University of Edinburgh. University of Glasgow. Leiden University.
He had charges successively at Stevenston (1743), Galston (1745), Paisley (1754), and Saint David"s Church, Glasgow (1756), was appointed professor of divinity in the university of Glasgow in 1782, and died 15 June 1814. He published in the "Library" for July 1761 "A Letter to the Review Doctor Kennicott vindicating the Jews from the Charge of Corrupting Deut. xxvii.
4," which, on Kennicott"s replying in the "Library," he followed up with "A Second Letter to Doctor Kennicott upon the same subject, being an Answer to the Remarks in the "Library" for August 1761, and a further illustration of the argument." This letter he sent to the "Library;" but the editor of that magazine having had enough of the controversy, it appeared separately in January 1762.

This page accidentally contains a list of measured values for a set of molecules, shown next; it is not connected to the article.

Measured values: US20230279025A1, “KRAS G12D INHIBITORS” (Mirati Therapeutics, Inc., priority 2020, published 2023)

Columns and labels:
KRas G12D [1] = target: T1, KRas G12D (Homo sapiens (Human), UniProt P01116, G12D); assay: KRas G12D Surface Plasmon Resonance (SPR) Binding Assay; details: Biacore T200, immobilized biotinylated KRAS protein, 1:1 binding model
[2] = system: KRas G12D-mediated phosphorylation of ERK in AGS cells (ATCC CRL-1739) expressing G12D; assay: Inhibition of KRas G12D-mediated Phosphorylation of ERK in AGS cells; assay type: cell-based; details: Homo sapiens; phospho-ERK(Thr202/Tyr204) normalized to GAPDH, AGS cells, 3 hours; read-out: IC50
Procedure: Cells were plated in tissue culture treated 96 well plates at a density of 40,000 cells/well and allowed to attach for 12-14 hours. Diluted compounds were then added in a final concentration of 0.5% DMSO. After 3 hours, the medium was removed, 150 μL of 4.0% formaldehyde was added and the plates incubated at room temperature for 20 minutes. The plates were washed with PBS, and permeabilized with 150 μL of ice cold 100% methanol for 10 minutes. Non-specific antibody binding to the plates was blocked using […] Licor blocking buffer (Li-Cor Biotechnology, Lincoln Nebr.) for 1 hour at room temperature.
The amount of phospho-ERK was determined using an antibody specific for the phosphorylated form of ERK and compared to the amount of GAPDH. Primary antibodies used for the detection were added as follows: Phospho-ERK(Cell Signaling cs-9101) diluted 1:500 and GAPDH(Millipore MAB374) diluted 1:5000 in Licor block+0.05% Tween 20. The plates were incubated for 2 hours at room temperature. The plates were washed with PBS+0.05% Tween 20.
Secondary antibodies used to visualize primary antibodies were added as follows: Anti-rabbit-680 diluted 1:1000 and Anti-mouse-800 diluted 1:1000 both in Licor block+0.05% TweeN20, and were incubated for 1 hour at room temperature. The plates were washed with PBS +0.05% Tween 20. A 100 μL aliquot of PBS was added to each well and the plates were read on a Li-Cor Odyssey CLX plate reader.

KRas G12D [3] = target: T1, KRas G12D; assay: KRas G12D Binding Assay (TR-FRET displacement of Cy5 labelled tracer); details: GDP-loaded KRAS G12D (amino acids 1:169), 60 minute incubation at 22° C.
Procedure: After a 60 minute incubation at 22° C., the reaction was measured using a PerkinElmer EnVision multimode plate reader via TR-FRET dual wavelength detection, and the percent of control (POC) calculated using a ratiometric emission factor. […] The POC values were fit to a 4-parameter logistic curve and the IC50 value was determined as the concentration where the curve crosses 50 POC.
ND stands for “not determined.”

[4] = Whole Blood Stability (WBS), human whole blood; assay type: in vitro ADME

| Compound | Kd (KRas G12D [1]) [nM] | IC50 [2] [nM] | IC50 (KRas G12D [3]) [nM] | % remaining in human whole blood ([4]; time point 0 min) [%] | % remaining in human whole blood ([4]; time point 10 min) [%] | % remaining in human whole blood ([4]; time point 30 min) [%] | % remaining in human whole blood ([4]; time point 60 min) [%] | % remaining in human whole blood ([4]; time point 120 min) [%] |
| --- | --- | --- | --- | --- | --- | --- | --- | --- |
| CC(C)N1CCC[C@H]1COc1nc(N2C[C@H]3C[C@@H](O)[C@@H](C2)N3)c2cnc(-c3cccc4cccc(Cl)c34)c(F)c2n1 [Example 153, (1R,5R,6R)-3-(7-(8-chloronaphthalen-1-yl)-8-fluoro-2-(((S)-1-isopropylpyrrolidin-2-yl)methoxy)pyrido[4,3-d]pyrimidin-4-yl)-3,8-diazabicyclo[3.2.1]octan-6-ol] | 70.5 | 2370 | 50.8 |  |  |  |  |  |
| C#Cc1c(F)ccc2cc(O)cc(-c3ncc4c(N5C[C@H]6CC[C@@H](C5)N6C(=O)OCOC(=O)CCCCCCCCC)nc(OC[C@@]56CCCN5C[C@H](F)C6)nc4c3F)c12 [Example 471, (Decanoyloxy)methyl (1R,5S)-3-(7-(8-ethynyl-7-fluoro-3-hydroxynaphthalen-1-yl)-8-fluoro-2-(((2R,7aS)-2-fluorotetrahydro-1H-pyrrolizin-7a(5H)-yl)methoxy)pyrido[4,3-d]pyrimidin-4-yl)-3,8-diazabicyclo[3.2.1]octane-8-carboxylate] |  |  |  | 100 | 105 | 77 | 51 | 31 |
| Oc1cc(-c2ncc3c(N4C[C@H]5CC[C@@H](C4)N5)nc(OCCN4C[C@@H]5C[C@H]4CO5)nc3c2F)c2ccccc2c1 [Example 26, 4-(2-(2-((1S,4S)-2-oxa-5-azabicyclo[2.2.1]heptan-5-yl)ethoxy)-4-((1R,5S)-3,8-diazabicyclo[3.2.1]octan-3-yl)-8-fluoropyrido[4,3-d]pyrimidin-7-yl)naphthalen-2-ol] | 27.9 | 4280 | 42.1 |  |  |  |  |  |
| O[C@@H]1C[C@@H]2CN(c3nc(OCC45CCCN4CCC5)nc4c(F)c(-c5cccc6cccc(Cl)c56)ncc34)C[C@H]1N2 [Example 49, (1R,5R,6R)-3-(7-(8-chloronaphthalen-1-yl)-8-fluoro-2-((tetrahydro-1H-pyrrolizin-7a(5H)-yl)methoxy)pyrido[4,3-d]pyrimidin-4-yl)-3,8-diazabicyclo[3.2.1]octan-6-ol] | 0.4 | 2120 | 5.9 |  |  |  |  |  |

Both letters were signed "Philalethes." A more ambitious task next engaged Findlay"s attention, viz. an examination of the views on the credibility of Josephus and the Jewish and Christian Scriptures propounded by Voltaire in his "Philosophie de l"Histoire." This work appeared under the title of " A Vindication of the Sacred Books and of Josephus, especially the former, from various misrepresentations and cavils of the celebrated M. de Voltaire," Glasgow, 1770, Octavo. Findlay also published a pamphlet on "The Divine Inspiration of the Jewish Scriptures and Old Testament," London, 1803, Octavo.